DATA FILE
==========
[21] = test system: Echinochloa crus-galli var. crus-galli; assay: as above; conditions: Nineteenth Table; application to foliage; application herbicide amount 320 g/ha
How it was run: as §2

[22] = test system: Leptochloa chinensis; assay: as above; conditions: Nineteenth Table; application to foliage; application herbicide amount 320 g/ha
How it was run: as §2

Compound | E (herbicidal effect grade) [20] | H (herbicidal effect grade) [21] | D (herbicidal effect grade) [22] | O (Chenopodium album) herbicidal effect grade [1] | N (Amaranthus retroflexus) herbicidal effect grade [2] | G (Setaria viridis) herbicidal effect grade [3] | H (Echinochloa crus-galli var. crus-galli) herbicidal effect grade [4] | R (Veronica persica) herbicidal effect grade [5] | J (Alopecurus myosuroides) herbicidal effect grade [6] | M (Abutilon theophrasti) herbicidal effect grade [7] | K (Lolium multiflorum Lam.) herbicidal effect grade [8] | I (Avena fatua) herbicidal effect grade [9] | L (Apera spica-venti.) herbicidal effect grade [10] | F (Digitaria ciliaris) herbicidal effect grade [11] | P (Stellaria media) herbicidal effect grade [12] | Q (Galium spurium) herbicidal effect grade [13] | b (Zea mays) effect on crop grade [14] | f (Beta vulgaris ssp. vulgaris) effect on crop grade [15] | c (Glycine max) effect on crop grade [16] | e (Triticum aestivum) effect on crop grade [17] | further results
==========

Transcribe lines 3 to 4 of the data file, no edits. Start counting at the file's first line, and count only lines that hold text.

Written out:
[22] = test system: Leptochloa chinensis; assay: as above; conditions: Nineteenth Table; application to foliage; application herbicide amount 320 g/ha
How it was run: as §2